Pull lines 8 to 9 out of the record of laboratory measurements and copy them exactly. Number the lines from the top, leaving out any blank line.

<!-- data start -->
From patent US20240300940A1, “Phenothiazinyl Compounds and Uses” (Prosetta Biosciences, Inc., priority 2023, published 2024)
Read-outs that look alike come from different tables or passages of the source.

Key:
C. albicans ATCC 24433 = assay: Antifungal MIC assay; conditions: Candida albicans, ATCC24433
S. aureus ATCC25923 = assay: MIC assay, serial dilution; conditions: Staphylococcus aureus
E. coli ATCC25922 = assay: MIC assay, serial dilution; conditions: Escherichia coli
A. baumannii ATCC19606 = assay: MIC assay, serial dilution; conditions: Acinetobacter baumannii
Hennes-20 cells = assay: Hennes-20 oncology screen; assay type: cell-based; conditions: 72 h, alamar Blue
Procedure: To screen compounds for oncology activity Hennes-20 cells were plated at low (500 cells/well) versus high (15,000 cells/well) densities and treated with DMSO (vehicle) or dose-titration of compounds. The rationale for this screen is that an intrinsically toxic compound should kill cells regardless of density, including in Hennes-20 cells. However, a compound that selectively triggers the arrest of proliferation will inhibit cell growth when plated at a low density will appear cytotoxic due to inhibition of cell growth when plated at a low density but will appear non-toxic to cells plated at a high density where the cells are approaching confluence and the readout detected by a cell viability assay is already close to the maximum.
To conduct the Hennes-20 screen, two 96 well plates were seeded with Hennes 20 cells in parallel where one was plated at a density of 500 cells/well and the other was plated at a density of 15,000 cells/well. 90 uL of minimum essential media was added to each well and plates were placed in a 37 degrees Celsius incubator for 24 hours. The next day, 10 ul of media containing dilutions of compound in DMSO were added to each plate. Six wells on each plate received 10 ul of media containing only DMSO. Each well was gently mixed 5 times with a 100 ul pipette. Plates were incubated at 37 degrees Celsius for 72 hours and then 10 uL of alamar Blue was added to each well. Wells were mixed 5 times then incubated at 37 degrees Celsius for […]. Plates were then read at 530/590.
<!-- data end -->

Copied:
Hennes-20 cells = assay: Hennes-20 oncology screen; assay type: cell-based; conditions: 72 h, alamar Blue
Procedure: To screen compounds for oncology activity Hennes-20 cells were plated at low (500 cells/well) versus high (15,000 cells/well) densities and treated with DMSO (vehicle) or dose-titration of compounds. The rationale for this screen is that an intrinsically toxic compound should kill cells regardless of density, including in Hennes-20 cells. However, a compound that selectively triggers the arrest of proliferation will inhibit cell growth when plated at a low density will appear cytotoxic due to inhibition of cell growth when plated at a low density but will appear non-toxic to cells plated at a high density where the cells are approaching confluence and the readout detected by a cell viability assay is already close to the maximum.